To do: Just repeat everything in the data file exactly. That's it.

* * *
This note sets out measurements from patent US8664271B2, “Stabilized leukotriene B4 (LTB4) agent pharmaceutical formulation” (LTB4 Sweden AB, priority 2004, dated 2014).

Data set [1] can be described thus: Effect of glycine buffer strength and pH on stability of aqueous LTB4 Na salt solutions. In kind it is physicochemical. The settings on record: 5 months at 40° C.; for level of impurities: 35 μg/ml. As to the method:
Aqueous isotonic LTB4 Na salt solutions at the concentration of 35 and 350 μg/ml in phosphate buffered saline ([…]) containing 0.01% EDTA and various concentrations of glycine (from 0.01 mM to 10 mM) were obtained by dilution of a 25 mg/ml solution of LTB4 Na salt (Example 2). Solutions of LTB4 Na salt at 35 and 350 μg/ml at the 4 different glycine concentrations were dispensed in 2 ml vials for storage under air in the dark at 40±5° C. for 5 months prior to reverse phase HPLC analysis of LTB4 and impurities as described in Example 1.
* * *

This note sets out measurements from patent US8664271B2, “Stabilized leukotriene B4 (LTB4) agent pharmaceutical formulation” (LTB4 Sweden AB, priority 2004, dated 2014).

Data set [1] can be described thus: Effect of glycine buffer strength and pH on stability of aqueous LTB4 Na salt solutions. In kind it is physicochemical. The settings on record: 5 months at 40° C.; for level of impurities: 35 μg/ml. As to the method:
Aqueous isotonic LTB4 Na salt solutions at the concentration of 35 and 350 μg/ml in phosphate buffered saline ([…]) containing 0.01% EDTA and various concentrations of glycine (from 0.01 mM to 10 mM) were obtained by dilution of a 25 mg/ml solution of LTB4 Na salt (Example 2). Solutions of LTB4 Na salt at 35 and 350 μg/ml at the 4 different glycine concentrations were dispensed in 2 ml vials for storage under air in the dark at 40±5° C. for 5 months prior to reverse phase HPLC analysis of LTB4 and impurities as described in Example 1.